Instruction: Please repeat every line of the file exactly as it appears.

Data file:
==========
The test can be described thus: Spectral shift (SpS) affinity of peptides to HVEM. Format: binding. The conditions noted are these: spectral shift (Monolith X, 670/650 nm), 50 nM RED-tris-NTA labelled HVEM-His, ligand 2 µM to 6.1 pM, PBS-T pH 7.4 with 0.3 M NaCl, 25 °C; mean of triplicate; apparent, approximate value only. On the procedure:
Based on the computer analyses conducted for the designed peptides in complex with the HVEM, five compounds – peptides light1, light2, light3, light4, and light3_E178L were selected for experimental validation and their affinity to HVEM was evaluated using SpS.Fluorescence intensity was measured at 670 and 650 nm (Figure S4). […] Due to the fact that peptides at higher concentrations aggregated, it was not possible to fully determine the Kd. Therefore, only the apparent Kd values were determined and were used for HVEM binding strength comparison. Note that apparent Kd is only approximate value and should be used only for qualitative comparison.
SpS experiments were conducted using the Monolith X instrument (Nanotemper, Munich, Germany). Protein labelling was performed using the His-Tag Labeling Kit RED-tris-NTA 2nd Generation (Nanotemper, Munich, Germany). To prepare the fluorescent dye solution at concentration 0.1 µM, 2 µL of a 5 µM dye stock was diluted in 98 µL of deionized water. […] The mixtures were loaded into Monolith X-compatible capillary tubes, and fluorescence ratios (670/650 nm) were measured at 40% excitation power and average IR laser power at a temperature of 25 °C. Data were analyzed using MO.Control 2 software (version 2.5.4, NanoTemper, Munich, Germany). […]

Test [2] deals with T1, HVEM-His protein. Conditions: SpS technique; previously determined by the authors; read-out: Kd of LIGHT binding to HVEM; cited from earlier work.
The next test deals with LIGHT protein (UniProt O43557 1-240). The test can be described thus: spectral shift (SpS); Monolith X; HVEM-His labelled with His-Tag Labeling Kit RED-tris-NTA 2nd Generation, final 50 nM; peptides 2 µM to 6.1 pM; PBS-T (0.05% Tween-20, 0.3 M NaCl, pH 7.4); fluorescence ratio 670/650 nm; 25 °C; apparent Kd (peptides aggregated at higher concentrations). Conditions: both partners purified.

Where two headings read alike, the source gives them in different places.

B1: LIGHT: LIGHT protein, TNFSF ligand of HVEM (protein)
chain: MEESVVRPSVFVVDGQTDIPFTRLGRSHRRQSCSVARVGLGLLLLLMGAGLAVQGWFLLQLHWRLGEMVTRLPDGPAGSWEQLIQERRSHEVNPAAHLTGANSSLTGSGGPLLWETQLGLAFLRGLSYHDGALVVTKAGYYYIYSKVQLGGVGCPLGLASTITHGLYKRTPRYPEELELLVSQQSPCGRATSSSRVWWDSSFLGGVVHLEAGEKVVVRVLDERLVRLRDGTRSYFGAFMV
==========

The test can be described thus: Spectral shift (SpS) affinity of peptides to HVEM. Format: binding. The conditions noted are these: spectral shift (Monolith X, 670/650 nm), 50 nM RED-tris-NTA labelled HVEM-His, ligand 2 µM to 6.1 pM, PBS-T pH 7.4 with 0.3 M NaCl, 25 °C; mean of triplicate; apparent, approximate value only. On the procedure:
Based on the computer analyses conducted for the designed peptides in complex with the HVEM, five compounds – peptides light1, light2, light3, light4, and light3_E178L were selected for experimental validation and their affinity to HVEM was evaluated using SpS.Fluorescence intensity was measured at 670 and 650 nm (Figure S4). […] Due to the fact that peptides at higher concentrations aggregated, it was not possible to fully determine the Kd. Therefore, only the apparent Kd values were determined and were used for HVEM binding strength comparison. Note that apparent Kd is only approximate value and should be used only for qualitative comparison.
SpS experiments were conducted using the Monolith X instrument (Nanotemper, Munich, Germany). Protein labelling was performed using the His-Tag Labeling Kit RED-tris-NTA 2nd Generation (Nanotemper, Munich, Germany). To prepare the fluorescent dye solution at concentration 0.1 µM, 2 µL of a 5 µM dye stock was diluted in 98 µL of deionized water. […] The mixtures were loaded into Monolith X-compatible capillary tubes, and fluorescence ratios (670/650 nm) were measured at 40% excitation power and average IR laser power at a temperature of 25 °C. Data were analyzed using MO.Control 2 software (version 2.5.4, NanoTemper, Munich, Germany). […]

Test [2] deals with T1, HVEM-His protein. Conditions: SpS technique; previously determined by the authors; read-out: Kd of LIGHT binding to HVEM; cited from earlier work.
The next test deals with LIGHT protein (UniProt O43557 1-240). The test can be described thus: spectral shift (SpS); Monolith X; HVEM-His labelled with His-Tag Labeling Kit RED-tris-NTA 2nd Generation, final 50 nM; peptides 2 µM to 6.1 pM; PBS-T (0.05% Tween-20, 0.3 M NaCl, pH 7.4); fluorescence ratio 670/650 nm; 25 °C; apparent Kd (peptides aggregated at higher concentrations). Conditions: both partners purified.

Where two headings read alike, the source gives them in different places.

B1: LIGHT: LIGHT protein, TNFSF ligand of HVEM (protein)
chain: MEESVVRPSVFVVDGQTDIPFTRLGRSHRRQSCSVARVGLGLLLLLMGAGLAVQGWFLLQLHWRLGEMVTRLPDGPAGSWEQLIQERRSHEVNPAAHLTGANSSLTGSGGPLLWETQLGLAFLRGLSYHDGALVVTKAGYYYIYSKVQLGGVGCPLGLASTITHGLYKRTPRYPEELELLVSQQSPCGRATSSSRVWWDSSFLGGVVHLEAGEKVVVRVLDERLVRLRDGTRSYFGAFMV